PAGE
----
Over a year and a half into the Covid-19 Pandemic, we find ourselves in a very different place than we did back in 2020.  If you’re fortunate to be in the developed world, chances are you have access to vaccines and promising therapeutics are right around the corner.  But does this new reality translate to a new roadmap as far as public health policy is concerned?  How is the world handling the realities of its ‘new normal’ as we enter the latter half of 2021? 

On this episode of the podcast, we sat down with the two people we most wanted to talk with to try to answer our and YOUR most burning questions about the state of the pandemic today, Dr. David Manheim (episode 6) and Dr. Rami Shanani

Dr. David Manheim is currently a post-doctoral researcher at the University of Haifa’s Health and Risk Communication Research Center, as well as working with universities and NGOs in the UK and US. His recent work has focused on modeling test and trace programs for the UK, and policy options for COVID-19 in the US and internationally.

Long before the pandemic, David was working on understanding and mitigating global catastrophic biological risks including work on bioweapons, natural pandemics, and other disasters with groups at the University of Oxford such as the Future of Humanity Institute and for various nonprofits and NGOs in the United States.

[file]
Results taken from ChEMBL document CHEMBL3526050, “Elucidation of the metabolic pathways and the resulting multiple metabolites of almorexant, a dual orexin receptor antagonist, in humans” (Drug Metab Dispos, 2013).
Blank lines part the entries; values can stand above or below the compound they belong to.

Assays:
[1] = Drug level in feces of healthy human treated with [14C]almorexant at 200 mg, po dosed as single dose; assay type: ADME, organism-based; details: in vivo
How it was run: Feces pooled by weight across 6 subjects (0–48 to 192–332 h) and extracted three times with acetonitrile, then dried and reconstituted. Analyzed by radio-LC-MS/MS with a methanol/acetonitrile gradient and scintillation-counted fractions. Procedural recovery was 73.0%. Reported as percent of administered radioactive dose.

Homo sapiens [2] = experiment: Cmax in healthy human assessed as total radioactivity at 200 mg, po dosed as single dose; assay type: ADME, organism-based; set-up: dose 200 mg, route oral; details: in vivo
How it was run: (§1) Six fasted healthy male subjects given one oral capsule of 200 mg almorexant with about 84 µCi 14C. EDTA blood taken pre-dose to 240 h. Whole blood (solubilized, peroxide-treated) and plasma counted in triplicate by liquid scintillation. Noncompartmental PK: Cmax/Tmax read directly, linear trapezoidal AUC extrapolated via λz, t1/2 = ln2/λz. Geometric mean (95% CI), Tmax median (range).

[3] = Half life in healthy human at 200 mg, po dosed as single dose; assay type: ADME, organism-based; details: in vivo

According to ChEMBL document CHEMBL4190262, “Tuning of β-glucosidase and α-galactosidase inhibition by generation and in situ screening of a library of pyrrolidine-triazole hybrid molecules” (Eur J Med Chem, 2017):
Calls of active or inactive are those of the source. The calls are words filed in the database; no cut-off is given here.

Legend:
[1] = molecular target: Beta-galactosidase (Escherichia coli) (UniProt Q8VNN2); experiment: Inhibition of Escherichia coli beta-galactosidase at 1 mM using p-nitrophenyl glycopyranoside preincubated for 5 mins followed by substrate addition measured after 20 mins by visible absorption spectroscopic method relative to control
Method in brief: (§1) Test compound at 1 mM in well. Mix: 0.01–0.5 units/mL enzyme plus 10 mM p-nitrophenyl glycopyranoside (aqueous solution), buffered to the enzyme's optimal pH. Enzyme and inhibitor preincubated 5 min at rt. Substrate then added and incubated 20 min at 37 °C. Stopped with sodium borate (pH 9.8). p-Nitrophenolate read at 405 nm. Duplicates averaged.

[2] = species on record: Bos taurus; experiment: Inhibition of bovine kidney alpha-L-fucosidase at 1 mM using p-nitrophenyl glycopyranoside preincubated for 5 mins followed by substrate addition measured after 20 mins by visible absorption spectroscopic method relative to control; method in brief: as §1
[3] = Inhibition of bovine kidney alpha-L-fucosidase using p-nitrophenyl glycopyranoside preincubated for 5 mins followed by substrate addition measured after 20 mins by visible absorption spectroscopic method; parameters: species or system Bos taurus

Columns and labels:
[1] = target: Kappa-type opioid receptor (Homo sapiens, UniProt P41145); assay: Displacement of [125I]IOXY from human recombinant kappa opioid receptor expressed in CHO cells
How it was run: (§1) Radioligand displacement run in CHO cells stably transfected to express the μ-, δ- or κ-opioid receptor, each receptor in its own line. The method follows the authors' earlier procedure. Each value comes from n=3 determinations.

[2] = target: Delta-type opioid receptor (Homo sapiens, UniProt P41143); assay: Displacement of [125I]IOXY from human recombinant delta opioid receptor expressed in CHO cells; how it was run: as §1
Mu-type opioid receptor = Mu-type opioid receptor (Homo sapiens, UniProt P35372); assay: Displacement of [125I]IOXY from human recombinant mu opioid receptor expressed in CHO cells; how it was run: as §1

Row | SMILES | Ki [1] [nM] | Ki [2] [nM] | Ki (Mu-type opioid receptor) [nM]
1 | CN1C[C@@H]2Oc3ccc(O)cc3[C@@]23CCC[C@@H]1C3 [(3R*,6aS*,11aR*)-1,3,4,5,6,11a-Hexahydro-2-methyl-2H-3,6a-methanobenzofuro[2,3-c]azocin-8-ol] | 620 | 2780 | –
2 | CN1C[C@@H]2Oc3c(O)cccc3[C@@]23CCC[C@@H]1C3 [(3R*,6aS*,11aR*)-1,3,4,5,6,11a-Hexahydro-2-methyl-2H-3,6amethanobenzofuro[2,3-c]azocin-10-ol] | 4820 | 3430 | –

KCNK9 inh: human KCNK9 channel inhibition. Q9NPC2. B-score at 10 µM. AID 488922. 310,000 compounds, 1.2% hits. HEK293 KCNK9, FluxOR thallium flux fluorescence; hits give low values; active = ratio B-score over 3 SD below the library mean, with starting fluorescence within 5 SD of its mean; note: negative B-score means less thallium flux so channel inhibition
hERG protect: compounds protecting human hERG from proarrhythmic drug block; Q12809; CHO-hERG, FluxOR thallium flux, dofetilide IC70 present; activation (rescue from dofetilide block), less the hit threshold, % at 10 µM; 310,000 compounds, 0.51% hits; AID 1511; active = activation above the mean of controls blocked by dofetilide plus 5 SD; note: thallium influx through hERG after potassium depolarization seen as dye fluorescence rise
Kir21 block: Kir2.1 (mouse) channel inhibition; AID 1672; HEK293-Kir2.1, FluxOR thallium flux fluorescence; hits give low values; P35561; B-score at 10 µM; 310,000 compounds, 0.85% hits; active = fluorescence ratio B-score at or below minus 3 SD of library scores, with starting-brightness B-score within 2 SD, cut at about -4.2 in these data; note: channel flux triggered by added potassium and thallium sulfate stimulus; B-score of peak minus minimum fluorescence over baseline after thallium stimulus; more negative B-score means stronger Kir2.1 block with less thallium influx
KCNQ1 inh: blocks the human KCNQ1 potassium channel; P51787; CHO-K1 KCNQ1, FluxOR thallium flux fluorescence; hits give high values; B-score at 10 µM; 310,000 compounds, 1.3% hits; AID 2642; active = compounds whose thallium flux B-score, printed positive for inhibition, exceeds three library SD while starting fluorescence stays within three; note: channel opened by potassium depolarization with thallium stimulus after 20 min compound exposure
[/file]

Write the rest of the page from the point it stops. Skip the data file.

He has a Ph.D. in public policy and decision theory at the RAND Corporation and has done work that ranged from informing policy decision making for infectious diseases to modeling risks from earthquakes, hurricanes, and terrorism, and from flood insurance and resiliency building in the wake of catastrophes, to how bitcoin and other cryptocurrencies affect counter-terrorism finance.

Dr. Rami Shanani is an Israeli physician.  Born and raised in Jerusalem, Rami attended Hebrew University medical school and has worked for decades as a family doctor in Israel’s public health system and has served in various management roles. He is a major in the IDF reserves, where he continues to serve as a commander of a medical unit involved with national preparedness for pandemics and other emergency situations, and is active in civic and communal leadership roles.

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